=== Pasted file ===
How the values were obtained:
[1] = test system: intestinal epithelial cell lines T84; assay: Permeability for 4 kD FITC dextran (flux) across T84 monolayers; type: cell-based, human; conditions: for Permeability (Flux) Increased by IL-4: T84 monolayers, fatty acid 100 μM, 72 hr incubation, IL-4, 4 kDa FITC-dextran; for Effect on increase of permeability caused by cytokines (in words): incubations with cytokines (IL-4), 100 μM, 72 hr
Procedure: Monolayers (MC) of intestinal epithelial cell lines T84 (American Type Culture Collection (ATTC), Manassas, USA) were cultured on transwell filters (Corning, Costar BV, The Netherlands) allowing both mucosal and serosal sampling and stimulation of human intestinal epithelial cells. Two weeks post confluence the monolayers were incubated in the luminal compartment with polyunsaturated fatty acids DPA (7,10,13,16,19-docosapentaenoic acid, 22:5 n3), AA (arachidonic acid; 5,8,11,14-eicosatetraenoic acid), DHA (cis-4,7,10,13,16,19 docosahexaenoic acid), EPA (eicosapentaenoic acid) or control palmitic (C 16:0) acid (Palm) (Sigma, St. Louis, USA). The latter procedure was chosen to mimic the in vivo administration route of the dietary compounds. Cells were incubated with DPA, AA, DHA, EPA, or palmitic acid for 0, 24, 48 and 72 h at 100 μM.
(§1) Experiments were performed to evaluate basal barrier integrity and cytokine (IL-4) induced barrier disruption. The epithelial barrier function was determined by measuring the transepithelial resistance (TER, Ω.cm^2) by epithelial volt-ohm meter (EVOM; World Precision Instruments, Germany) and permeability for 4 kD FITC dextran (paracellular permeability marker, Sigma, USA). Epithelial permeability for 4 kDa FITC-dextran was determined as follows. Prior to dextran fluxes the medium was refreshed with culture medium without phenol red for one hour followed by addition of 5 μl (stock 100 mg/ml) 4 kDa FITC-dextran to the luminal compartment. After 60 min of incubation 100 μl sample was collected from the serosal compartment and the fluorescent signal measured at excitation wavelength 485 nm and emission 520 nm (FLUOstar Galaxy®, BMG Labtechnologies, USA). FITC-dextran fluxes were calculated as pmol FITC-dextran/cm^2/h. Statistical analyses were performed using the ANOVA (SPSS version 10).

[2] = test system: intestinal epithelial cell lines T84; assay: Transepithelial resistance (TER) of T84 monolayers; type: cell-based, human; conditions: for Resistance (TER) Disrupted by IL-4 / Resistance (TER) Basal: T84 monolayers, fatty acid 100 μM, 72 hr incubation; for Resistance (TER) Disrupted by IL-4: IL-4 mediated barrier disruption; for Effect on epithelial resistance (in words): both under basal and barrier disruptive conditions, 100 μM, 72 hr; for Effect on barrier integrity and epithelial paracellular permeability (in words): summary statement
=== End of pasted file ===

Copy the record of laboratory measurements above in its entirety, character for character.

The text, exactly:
How the values were obtained:
[1] = test system: intestinal epithelial cell lines T84; assay: Permeability for 4 kD FITC dextran (flux) across T84 monolayers; type: cell-based, human; conditions: for Permeability (Flux) Increased by IL-4: T84 monolayers, fatty acid 100 μM, 72 hr incubation, IL-4, 4 kDa FITC-dextran; for Effect on increase of permeability caused by cytokines (in words): incubations with cytokines (IL-4), 100 μM, 72 hr
Procedure: Monolayers (MC) of intestinal epithelial cell lines T84 (American Type Culture Collection (ATTC), Manassas, USA) were cultured on transwell filters (Corning, Costar BV, The Netherlands) allowing both mucosal and serosal sampling and stimulation of human intestinal epithelial cells. Two weeks post confluence the monolayers were incubated in the luminal compartment with polyunsaturated fatty acids DPA (7,10,13,16,19-docosapentaenoic acid, 22:5 n3), AA (arachidonic acid; 5,8,11,14-eicosatetraenoic acid), DHA (cis-4,7,10,13,16,19 docosahexaenoic acid), EPA (eicosapentaenoic acid) or control palmitic (C 16:0) acid (Palm) (Sigma, St. Louis, USA). The latter procedure was chosen to mimic the in vivo administration route of the dietary compounds. Cells were incubated with DPA, AA, DHA, EPA, or palmitic acid for 0, 24, 48 and 72 h at 100 μM.
(§1) Experiments were performed to evaluate basal barrier integrity and cytokine (IL-4) induced barrier disruption. The epithelial barrier function was determined by measuring the transepithelial resistance (TER, Ω.cm^2) by epithelial volt-ohm meter (EVOM; World Precision Instruments, Germany) and permeability for 4 kD FITC dextran (paracellular permeability marker, Sigma, USA). Epithelial permeability for 4 kDa FITC-dextran was determined as follows. Prior to dextran fluxes the medium was refreshed with culture medium without phenol red for one hour followed by addition of 5 μl (stock 100 mg/ml) 4 kDa FITC-dextran to the luminal compartment. After 60 min of incubation 100 μl sample was collected from the serosal compartment and the fluorescent signal measured at excitation wavelength 485 nm and emission 520 nm (FLUOstar Galaxy®, BMG Labtechnologies, USA). FITC-dextran fluxes were calculated as pmol FITC-dextran/cm^2/h. Statistical analyses were performed using the ANOVA (SPSS version 10).

[2] = test system: intestinal epithelial cell lines T84; assay: Transepithelial resistance (TER) of T84 monolayers; type: cell-based, human; conditions: for Resistance (TER) Disrupted by IL-4 / Resistance (TER) Basal: T84 monolayers, fatty acid 100 μM, 72 hr incubation; for Resistance (TER) Disrupted by IL-4: IL-4 mediated barrier disruption; for Effect on epithelial resistance (in words): both under basal and barrier disruptive conditions, 100 μM, 72 hr; for Effect on barrier integrity and epithelial paracellular permeability (in words): summary statement